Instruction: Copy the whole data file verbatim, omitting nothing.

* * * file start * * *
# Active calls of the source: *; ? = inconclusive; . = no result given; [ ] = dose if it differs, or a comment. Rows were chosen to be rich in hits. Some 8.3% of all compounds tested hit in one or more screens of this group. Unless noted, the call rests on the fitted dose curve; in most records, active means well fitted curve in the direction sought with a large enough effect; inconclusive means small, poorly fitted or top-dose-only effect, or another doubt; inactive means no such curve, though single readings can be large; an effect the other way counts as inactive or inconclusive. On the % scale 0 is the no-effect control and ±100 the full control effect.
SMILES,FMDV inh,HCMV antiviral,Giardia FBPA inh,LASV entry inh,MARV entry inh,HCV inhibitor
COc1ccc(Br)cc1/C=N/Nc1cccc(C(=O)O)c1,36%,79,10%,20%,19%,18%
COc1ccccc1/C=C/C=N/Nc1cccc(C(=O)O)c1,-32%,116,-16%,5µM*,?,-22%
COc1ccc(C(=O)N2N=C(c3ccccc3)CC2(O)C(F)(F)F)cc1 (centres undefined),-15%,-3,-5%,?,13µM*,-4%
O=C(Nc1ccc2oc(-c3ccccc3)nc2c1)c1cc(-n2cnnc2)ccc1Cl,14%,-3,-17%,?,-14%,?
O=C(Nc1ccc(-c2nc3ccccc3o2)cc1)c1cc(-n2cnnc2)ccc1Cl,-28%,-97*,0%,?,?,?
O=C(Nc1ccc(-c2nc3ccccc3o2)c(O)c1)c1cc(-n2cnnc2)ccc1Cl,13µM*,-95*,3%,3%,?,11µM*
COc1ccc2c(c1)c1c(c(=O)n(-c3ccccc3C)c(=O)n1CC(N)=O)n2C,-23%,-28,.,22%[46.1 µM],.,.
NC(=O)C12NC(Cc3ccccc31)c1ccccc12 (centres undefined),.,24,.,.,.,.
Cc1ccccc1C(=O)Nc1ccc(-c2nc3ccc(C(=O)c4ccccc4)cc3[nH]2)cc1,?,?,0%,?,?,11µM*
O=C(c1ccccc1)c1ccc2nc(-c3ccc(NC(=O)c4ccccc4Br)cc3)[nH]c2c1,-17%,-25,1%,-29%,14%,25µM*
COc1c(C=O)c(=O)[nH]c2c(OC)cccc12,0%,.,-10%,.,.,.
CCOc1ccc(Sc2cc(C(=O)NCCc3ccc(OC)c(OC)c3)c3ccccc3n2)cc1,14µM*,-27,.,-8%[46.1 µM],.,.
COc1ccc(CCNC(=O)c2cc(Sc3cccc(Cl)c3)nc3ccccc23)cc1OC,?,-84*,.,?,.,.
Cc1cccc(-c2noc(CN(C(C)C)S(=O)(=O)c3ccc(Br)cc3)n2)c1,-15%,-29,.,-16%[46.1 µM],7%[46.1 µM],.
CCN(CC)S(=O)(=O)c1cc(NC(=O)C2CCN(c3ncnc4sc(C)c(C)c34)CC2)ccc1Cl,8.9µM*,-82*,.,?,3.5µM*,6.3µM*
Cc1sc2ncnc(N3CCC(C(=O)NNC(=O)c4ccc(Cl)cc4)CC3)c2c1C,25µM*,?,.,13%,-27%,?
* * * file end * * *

# Active calls of the source: *; ? = inconclusive; . = no result given; [ ] = dose if it differs, or a comment. Rows were chosen to be rich in hits. Some 8.3% of all compounds tested hit in one or more screens of this group. Unless noted, the call rests on the fitted dose curve; in most records, active means well fitted curve in the direction sought with a large enough effect; inconclusive means small, poorly fitted or top-dose-only effect, or another doubt; inactive means no such curve, though single readings can be large; an effect the other way counts as inactive or inconclusive. On the % scale 0 is the no-effect control and ±100 the full control effect.
SMILES,FMDV inh,HCMV antiviral,Giardia FBPA inh,LASV entry inh,MARV entry inh,HCV inhibitor
COc1ccc(Br)cc1/C=N/Nc1cccc(C(=O)O)c1,36%,79,10%,20%,19%,18%
COc1ccccc1/C=C/C=N/Nc1cccc(C(=O)O)c1,-32%,116,-16%,5µM*,?,-22%
COc1ccc(C(=O)N2N=C(c3ccccc3)CC2(O)C(F)(F)F)cc1 (centres undefined),-15%,-3,-5%,?,13µM*,-4%
O=C(Nc1ccc2oc(-c3ccccc3)nc2c1)c1cc(-n2cnnc2)ccc1Cl,14%,-3,-17%,?,-14%,?
O=C(Nc1ccc(-c2nc3ccccc3o2)cc1)c1cc(-n2cnnc2)ccc1Cl,-28%,-97*,0%,?,?,?
O=C(Nc1ccc(-c2nc3ccccc3o2)c(O)c1)c1cc(-n2cnnc2)ccc1Cl,13µM*,-95*,3%,3%,?,11µM*
COc1ccc2c(c1)c1c(c(=O)n(-c3ccccc3C)c(=O)n1CC(N)=O)n2C,-23%,-28,.,22%[46.1 µM],.,.
NC(=O)C12NC(Cc3ccccc31)c1ccccc12 (centres undefined),.,24,.,.,.,.
Cc1ccccc1C(=O)Nc1ccc(-c2nc3ccc(C(=O)c4ccccc4)cc3[nH]2)cc1,?,?,0%,?,?,11µM*
O=C(c1ccccc1)c1ccc2nc(-c3ccc(NC(=O)c4ccccc4Br)cc3)[nH]c2c1,-17%,-25,1%,-29%,14%,25µM*
COc1c(C=O)c(=O)[nH]c2c(OC)cccc12,0%,.,-10%,.,.,.
CCOc1ccc(Sc2cc(C(=O)NCCc3ccc(OC)c(OC)c3)c3ccccc3n2)cc1,14µM*,-27,.,-8%[46.1 µM],.,.
COc1ccc(CCNC(=O)c2cc(Sc3cccc(Cl)c3)nc3ccccc23)cc1OC,?,-84*,.,?,.,.
Cc1cccc(-c2noc(CN(C(C)C)S(=O)(=O)c3ccc(Br)cc3)n2)c1,-15%,-29,.,-16%[46.1 µM],7%[46.1 µM],.
CCN(CC)S(=O)(=O)c1cc(NC(=O)C2CCN(c3ncnc4sc(C)c(C)c34)CC2)ccc1Cl,8.9µM*,-82*,.,?,3.5µM*,6.3µM*
Cc1sc2ncnc(N3CCC(C(=O)NNC(=O)c4ccc(Cl)cc4)CC3)c2c1C,25µM*,?,.,13%,-27%,?